Here's something I treasure: a day with no big plans, or no big plans that require me to be somewhere on time, or disappoint someone. A day when I can wake up and say, what shall I do today? Even if the question is just a little bit rhetorical--as in, I've got a hella lotta grading to finish, so what I shall do today includes a hella lotta grading. Even so: I can lounge and be insouciant and wear slouchy clothes and eat what I want when I want and take a nap. And do a hella lotta grading.
I just planned my week, and it's not so bad, if I do say so myself. It includes open-er afternoons than those to which I have lately been accustomed (p.s., Google, stop correcting my spelling! open-er (more open) is not the same as open-air (Google's correction). Although an open-air afternoon is also a nice idea, come to think of it...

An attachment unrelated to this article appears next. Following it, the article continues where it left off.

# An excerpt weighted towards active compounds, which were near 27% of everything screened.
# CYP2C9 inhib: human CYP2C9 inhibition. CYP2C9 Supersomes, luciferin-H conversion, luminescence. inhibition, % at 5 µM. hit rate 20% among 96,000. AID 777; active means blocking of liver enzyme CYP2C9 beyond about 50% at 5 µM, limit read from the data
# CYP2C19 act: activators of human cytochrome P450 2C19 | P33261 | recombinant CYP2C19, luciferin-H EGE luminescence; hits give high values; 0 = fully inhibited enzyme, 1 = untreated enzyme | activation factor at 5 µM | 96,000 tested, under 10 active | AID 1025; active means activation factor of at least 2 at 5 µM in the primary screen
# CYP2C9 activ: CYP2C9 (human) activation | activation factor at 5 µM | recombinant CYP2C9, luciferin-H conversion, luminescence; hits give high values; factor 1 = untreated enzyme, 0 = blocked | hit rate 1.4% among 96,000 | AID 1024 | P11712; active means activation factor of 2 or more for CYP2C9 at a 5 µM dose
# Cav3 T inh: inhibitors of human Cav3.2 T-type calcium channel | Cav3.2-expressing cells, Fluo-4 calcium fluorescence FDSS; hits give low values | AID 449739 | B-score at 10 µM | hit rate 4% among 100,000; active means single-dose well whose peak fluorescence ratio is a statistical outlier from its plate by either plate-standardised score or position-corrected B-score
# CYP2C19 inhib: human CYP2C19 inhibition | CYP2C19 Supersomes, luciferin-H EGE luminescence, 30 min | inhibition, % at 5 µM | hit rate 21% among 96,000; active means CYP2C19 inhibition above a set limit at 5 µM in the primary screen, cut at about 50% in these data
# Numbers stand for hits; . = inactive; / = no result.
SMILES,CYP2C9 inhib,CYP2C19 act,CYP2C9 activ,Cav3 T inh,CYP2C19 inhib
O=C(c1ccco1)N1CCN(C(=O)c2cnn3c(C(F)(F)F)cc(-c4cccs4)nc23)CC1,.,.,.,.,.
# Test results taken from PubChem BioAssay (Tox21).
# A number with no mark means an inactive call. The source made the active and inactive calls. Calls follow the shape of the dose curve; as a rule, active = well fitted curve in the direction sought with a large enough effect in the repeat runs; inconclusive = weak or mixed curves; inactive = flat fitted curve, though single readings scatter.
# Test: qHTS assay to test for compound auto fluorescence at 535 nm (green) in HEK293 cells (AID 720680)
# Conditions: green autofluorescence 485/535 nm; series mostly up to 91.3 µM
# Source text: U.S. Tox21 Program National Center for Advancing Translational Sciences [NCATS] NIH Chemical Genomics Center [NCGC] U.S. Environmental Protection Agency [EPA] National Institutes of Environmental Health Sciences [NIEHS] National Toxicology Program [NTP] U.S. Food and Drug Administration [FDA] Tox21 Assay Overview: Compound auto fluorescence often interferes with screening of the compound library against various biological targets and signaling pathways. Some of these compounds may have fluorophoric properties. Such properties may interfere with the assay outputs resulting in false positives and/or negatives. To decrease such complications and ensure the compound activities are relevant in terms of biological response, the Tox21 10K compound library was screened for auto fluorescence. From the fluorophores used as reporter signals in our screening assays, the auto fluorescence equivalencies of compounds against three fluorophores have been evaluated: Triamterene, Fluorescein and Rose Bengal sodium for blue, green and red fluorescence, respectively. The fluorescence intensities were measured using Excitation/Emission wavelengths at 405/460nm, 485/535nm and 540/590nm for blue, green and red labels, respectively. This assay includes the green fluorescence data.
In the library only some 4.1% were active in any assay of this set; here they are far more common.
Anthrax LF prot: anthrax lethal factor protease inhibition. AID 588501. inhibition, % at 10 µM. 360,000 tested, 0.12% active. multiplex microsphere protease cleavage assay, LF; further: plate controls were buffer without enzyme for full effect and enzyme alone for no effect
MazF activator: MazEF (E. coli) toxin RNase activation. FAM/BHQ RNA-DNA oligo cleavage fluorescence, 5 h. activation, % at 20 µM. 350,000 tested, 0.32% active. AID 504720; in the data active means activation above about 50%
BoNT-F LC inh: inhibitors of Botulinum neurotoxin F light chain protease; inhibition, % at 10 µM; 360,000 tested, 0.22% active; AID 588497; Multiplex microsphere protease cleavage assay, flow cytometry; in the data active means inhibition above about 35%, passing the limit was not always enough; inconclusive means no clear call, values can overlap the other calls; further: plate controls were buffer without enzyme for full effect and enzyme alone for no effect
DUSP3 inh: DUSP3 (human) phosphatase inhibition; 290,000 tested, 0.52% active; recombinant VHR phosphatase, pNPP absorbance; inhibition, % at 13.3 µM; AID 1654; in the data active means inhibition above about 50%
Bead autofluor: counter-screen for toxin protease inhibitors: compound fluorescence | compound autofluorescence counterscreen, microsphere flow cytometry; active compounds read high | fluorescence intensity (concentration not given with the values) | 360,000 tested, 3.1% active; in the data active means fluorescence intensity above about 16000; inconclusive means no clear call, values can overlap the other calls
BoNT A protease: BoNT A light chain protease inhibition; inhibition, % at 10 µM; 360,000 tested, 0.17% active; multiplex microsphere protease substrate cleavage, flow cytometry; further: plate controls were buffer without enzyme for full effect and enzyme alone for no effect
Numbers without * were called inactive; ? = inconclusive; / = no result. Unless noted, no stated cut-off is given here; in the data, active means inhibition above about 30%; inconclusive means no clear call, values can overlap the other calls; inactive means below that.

Carry on, Google.)
--yes, open-er afternoons than those to which I have lately become accustomed, a shocking lack of meetings, and (fingers crossed) the grading is actually diminishing. We are entering, almost, the small bloom of open time before the last-of-the-semester onslaught. Onslaught: what a word:
onslaught (n.)(Also, is it just me, or does it kind of rhyme with Anschluss?)1620s, anslaight, somehow from or on analogy of Dutch aanslag "attack," from Middle Dutch aenslach, from aen "on" (see on) + slach "blow," related to slaen "slay." Spelling influenced by obsolete (since c.1400) English slaught (n.) "slaughter," from Old English sleaht (see slaughter (n.)). No record of its use in 18c.; apparently revived by Scott.
I call this small bloom of open time the lull before the onslaught. We are not there yet. But we are almost there. I can feel it. I can see it. It's a full-on synaesthetic experience, this almost thereness. Are you with me?